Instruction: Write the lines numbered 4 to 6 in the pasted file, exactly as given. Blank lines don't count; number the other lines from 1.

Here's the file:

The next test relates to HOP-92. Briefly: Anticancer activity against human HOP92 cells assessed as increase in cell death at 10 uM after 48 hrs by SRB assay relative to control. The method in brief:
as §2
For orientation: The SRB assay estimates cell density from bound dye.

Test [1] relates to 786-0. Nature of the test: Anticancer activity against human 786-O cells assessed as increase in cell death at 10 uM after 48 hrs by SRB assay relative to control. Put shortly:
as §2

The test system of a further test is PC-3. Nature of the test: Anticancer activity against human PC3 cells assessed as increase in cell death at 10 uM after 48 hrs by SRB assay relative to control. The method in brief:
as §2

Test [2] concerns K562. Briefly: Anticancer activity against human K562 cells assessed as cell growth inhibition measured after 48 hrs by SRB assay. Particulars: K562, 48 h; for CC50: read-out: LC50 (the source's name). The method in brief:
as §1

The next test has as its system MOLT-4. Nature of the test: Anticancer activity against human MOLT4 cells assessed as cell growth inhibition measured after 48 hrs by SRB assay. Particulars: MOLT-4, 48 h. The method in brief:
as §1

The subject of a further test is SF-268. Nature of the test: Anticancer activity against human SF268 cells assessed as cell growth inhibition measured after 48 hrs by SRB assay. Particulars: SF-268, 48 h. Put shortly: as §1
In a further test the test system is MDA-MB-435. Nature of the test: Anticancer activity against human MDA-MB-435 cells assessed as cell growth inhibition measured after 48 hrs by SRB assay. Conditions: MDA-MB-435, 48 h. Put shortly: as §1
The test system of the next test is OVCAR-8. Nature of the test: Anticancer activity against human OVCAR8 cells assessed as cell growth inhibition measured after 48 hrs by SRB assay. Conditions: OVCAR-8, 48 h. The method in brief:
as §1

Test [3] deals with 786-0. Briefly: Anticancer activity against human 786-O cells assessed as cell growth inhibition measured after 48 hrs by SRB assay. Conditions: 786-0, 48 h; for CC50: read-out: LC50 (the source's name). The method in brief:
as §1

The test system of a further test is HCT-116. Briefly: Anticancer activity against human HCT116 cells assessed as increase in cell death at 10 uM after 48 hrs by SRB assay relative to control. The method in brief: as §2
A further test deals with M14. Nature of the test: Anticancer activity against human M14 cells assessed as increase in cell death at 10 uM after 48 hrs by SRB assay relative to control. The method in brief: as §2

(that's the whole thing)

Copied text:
Test [1] relates to 786-0. Nature of the test: Anticancer activity against human 786-O cells assessed as increase in cell death at 10 uM after 48 hrs by SRB assay relative to control. Put shortly:
as §2

The test system of a further test is PC-3. Nature of the test: Anticancer activity against human PC3 cells assessed as increase in cell death at 10 uM after 48 hrs by SRB assay relative to control. The method in brief: